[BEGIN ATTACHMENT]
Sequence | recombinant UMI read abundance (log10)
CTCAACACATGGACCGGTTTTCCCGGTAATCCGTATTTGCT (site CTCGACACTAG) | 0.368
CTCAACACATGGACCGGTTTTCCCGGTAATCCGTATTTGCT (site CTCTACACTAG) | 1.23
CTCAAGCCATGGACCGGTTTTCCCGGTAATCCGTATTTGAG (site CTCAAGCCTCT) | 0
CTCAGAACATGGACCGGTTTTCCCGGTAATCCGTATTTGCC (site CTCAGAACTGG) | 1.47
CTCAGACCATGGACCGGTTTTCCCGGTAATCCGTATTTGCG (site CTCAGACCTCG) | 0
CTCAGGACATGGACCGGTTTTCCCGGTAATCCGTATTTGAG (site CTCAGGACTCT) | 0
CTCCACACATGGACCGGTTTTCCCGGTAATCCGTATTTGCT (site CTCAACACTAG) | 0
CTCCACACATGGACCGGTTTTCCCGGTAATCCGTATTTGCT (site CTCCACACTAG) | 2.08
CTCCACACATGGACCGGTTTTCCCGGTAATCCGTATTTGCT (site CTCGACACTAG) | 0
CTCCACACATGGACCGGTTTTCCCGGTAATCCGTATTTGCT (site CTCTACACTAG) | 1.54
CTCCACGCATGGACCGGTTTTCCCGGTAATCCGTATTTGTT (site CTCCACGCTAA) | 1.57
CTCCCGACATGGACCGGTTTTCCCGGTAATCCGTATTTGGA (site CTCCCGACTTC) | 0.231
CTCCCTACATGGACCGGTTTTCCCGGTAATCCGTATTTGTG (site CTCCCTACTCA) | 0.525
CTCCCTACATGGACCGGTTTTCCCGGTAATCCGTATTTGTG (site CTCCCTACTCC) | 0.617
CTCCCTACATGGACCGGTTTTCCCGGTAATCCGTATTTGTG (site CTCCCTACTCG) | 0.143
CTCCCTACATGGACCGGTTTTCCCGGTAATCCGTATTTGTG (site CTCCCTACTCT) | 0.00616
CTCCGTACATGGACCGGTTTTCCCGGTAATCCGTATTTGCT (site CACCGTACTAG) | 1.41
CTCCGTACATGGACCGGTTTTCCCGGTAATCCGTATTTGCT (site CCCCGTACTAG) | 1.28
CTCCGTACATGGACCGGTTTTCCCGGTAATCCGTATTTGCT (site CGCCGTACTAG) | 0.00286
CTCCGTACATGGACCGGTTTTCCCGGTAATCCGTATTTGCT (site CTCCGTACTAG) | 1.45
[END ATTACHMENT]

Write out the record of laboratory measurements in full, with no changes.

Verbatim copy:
Sequence | recombinant UMI read abundance (log10)
CTCAACACATGGACCGGTTTTCCCGGTAATCCGTATTTGCT (site CTCGACACTAG) | 0.368
CTCAACACATGGACCGGTTTTCCCGGTAATCCGTATTTGCT (site CTCTACACTAG) | 1.23
CTCAAGCCATGGACCGGTTTTCCCGGTAATCCGTATTTGAG (site CTCAAGCCTCT) | 0
CTCAGAACATGGACCGGTTTTCCCGGTAATCCGTATTTGCC (site CTCAGAACTGG) | 1.47
CTCAGACCATGGACCGGTTTTCCCGGTAATCCGTATTTGCG (site CTCAGACCTCG) | 0
CTCAGGACATGGACCGGTTTTCCCGGTAATCCGTATTTGAG (site CTCAGGACTCT) | 0
CTCCACACATGGACCGGTTTTCCCGGTAATCCGTATTTGCT (site CTCAACACTAG) | 0
CTCCACACATGGACCGGTTTTCCCGGTAATCCGTATTTGCT (site CTCCACACTAG) | 2.08
CTCCACACATGGACCGGTTTTCCCGGTAATCCGTATTTGCT (site CTCGACACTAG) | 0
CTCCACACATGGACCGGTTTTCCCGGTAATCCGTATTTGCT (site CTCTACACTAG) | 1.54
CTCCACGCATGGACCGGTTTTCCCGGTAATCCGTATTTGTT (site CTCCACGCTAA) | 1.57
CTCCCGACATGGACCGGTTTTCCCGGTAATCCGTATTTGGA (site CTCCCGACTTC) | 0.231
CTCCCTACATGGACCGGTTTTCCCGGTAATCCGTATTTGTG (site CTCCCTACTCA) | 0.525
CTCCCTACATGGACCGGTTTTCCCGGTAATCCGTATTTGTG (site CTCCCTACTCC) | 0.617
CTCCCTACATGGACCGGTTTTCCCGGTAATCCGTATTTGTG (site CTCCCTACTCG) | 0.143
CTCCCTACATGGACCGGTTTTCCCGGTAATCCGTATTTGTG (site CTCCCTACTCT) | 0.00616
CTCCGTACATGGACCGGTTTTCCCGGTAATCCGTATTTGCT (site CACCGTACTAG) | 1.41
CTCCGTACATGGACCGGTTTTCCCGGTAATCCGTATTTGCT (site CCCCGTACTAG) | 1.28
CTCCGTACATGGACCGGTTTTCCCGGTAATCCGTATTTGCT (site CGCCGTACTAG) | 0.00286
CTCCGTACATGGACCGGTTTTCCCGGTAATCCGTATTTGCT (site CTCCGTACTAG) | 1.45